What Is Student Syndrome in Project Management?

Student Syndrome in Project Management is a term used to highlight the ever increasing practice of leaving a lot of work until the last moment, while originally working at a very relaxed pace with lots of slack. Student Syndrome is very common in Project Management, and is a habit found in the Project team, the Project Manager, and the various stakeholders.

Origin of the Term

Most students tend to leave their homeworks/exam studies until the very last possible date to get the job (somehow) done, hence the origin and the relevance of “Student Syndrome”. The term was first coined by Eliyahu M. Goldratt in his book, The Critical Chain.

What Causes the Student Syndrome?

There are many reasons that may result in a project infected with the Student Syndrome, such reasons include:

  • Poor Project Management: A bad, disorganized, and unaccountable Project Manager who doesn’t constantly communicate with the project team is usually the main reason behind the Student Syndrome. The project team, when left unattended, may “slack” a lot, which results in a very slow progress. This will remain the case until the Project Manager decides to get feedback on the current status from the project team to show the progress to the stakeholders. This is when when suddenly everyone is in panic mode and every task has to be finished in a record time.
  • Unclear Project Requirements: Requirements that are not clearly defined as well as a hazy “big picture” of the project may result in frustrated resources trying to avoid unclear/difficult tasks that they do not understand.
  • Multiple Concurrent Projects: Having the project team working on multiple projects at the same time may lead in prioritizing one project over the other, where the latter will be in “stagnation mode” until the very last moment.
  • Human Nature: Last but not certainly not least, it is important to mention that humans, by default, are lazy. Procrastination is an innate habit in any person, this is the reason why success is only reserved for a few who conquer this habit.

Disadvantages of the Student Syndrome

Almost any project suffers occasionally from the Student Syndrome whether at the resource level, at the Project Manager level, and at the stakeholders level. This is normal. However, when the Student Syndmore is part of the overall project’s and/or the organization’s culture, there will be many disadvantages for the project, such as:

  • Reduced quality: Since all the work is concentrated in a shorter period of time, quality is expected to be negatively affected.
  • Reduced scope: When trying to finish tasks fast with very little time and no buffer, the Project Manager will be forced to reduce the original scope for the task in order deliver on time. Again, this will affect quality.
  • Stressed team: A stressed team is bad news for any Project Manager. A stressed team cannot be pushed further and increasing the work hours will reduce (instead of increase) the productivity.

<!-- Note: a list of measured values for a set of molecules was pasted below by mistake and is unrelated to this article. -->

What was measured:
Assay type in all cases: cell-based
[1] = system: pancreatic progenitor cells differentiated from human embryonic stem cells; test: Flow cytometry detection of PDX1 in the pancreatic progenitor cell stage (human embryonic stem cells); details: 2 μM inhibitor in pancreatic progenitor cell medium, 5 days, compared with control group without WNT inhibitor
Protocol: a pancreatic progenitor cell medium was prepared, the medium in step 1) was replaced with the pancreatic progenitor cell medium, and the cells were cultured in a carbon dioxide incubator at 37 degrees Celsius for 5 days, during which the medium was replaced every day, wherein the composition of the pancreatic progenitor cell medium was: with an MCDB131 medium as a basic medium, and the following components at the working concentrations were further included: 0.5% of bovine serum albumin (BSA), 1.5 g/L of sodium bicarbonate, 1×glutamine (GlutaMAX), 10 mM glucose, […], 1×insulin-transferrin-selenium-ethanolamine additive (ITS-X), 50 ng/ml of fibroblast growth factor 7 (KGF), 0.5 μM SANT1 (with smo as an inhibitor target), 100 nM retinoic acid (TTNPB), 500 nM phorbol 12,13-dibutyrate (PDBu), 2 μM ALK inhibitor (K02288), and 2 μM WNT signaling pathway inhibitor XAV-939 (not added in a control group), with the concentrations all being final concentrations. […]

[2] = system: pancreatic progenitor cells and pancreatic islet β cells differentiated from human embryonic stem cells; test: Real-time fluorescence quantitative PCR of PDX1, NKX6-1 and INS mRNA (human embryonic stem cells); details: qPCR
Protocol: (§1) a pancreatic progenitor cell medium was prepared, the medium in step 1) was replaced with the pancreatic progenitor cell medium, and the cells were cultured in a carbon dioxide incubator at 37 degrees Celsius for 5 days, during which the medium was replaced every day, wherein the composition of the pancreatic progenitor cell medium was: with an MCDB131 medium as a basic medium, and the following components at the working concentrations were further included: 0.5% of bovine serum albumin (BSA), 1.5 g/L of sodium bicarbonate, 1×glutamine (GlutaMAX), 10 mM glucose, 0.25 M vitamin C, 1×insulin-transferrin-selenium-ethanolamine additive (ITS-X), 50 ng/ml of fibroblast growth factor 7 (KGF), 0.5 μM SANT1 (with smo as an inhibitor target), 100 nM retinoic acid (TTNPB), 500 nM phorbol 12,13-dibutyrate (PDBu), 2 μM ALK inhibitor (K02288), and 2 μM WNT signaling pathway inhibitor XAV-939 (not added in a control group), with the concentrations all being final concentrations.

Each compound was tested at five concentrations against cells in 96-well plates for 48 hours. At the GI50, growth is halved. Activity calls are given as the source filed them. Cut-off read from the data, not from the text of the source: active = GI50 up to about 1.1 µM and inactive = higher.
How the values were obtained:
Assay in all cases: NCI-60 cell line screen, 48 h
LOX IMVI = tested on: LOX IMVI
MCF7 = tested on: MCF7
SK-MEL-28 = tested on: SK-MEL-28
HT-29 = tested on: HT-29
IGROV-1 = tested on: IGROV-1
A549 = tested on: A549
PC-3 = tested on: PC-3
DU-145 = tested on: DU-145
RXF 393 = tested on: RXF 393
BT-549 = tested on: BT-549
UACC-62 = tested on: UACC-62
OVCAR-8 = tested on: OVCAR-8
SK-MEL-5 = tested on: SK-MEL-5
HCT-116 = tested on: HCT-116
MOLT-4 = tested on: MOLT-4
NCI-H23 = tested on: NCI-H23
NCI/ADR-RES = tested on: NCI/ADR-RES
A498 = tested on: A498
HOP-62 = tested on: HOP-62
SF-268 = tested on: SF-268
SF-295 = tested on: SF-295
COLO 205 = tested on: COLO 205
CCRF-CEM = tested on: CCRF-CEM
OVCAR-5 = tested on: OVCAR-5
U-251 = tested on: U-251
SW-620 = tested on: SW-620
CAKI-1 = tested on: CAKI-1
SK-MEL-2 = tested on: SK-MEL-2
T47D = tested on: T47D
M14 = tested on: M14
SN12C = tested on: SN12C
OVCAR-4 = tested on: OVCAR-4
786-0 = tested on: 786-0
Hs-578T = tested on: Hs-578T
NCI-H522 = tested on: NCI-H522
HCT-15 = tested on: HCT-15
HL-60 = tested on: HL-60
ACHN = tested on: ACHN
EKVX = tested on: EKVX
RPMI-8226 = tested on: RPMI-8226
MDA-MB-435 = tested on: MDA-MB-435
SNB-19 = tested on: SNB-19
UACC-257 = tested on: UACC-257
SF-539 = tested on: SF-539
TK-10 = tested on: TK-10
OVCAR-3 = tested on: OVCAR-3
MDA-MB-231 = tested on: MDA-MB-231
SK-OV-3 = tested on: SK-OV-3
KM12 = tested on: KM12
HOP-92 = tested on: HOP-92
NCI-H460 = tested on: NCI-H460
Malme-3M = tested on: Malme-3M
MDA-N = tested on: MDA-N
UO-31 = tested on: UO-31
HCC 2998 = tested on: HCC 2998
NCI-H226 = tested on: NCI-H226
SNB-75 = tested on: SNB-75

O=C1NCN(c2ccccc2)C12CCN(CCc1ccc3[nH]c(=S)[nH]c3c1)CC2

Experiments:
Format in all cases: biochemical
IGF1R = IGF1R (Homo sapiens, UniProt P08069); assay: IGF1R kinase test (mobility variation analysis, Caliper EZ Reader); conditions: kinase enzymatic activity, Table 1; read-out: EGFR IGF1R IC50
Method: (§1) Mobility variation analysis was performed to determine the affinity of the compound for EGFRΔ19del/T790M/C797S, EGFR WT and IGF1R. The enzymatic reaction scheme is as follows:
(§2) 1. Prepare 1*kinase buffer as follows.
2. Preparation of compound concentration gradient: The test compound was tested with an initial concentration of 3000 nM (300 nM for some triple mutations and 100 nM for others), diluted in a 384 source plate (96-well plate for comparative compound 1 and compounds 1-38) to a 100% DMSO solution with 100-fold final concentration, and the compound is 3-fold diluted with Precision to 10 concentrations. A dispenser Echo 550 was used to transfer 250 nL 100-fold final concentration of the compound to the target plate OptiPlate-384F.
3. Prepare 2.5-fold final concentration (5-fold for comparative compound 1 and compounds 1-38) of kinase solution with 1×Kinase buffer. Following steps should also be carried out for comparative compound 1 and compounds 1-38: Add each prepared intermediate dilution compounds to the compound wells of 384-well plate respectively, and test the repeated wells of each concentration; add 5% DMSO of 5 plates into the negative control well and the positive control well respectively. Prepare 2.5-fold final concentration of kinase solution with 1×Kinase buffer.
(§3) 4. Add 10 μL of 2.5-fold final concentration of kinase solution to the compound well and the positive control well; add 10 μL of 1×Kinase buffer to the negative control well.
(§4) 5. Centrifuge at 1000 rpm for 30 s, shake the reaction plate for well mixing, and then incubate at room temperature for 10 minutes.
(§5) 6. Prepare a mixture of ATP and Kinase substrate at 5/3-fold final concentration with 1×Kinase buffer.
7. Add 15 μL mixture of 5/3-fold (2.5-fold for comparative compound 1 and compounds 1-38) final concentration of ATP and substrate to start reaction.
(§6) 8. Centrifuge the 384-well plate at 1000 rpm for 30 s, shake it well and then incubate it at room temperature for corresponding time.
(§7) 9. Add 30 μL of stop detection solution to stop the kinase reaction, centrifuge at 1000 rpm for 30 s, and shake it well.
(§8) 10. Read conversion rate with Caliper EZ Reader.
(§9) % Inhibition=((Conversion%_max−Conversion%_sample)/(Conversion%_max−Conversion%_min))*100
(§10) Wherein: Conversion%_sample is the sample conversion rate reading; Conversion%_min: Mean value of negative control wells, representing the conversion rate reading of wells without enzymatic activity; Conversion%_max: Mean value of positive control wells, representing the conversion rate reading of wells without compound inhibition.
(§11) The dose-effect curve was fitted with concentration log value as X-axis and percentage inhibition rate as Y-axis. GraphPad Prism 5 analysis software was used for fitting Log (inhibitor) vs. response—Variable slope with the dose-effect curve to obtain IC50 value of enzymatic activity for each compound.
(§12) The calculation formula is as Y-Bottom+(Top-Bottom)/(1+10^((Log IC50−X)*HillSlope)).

• Risking the Project Schedule: The Student Syndrome is tolerable for a few, non critical tasks. But when the number of critical tasks affected increases, then whole schedule will be at risk.
  • Loss of Stakeholders Confidence: Any product or an important task, that is even delivered fast and cheap, but with a largely reduced quality and scope without the stakeholders’ consent may jeopardize the reputation of the Project Manager, and will probably result in the loss of the stakeholders’ confidence.

In a worst case scenario, the Student Syndrome can cause a project to be killed (or indefinitely on-hold).

How to Avoid the Student Syndrome?

There is no way to completely suppress the Student Syndrome from any project, because, as stated above, it is an innate human habit. However, the Project Manager can keep it in check by:

  • Constantly communicating with the project team about their tasks, and giving feedback.
  • Constantly communicating with the stakeholders about the progress of the project, and requesting a feedback.
  • Keeping the slackers in the team under the radar, raising up concerns when too much time has gone by with too little work achieved.
  • Breaking down tasks into smaller, more manageable tasks in the project schedule. The time taken to detect the Student Syndrome is usually equal or less than the size of a task. If the affected task is allocated 3 months in the project schedule, then it might take up to 3 months to discover the problem, however, when the task is only allocated a week, then the maximum time it takes to detect the problem is a week. Note that very short tasks can make the schedule less manageable, and can create more overhead on the Project Manager.

Proactive (as opposed to reactive) project management is key to keeping the Student Syndrome in check, and to reducing its effect to a tolerable level. Perhaps the best thing to for any Project Manager is to start by himself by conquering his innate habit of procrastination.

© 2010 Project Management Learning – Reproduction of this material is strictly prohibited without the written consent of Project Management Learning.


Comments

  1. Quote
    Abhijit said May 4, 2010, 3:28 am:

    Total concept is wrong.
    The only reason of student sysndrome:
    1. There is a task level deadline and
    2. There are many tasks on the plate

    Just try to understand that the student syndrome is an effect of a wrong project management practice – it is the “deadline culture” in the organization.

    Or better say our belief that ” in order to finish the project on time each tasks should finish on time” is the wrong paradigm.

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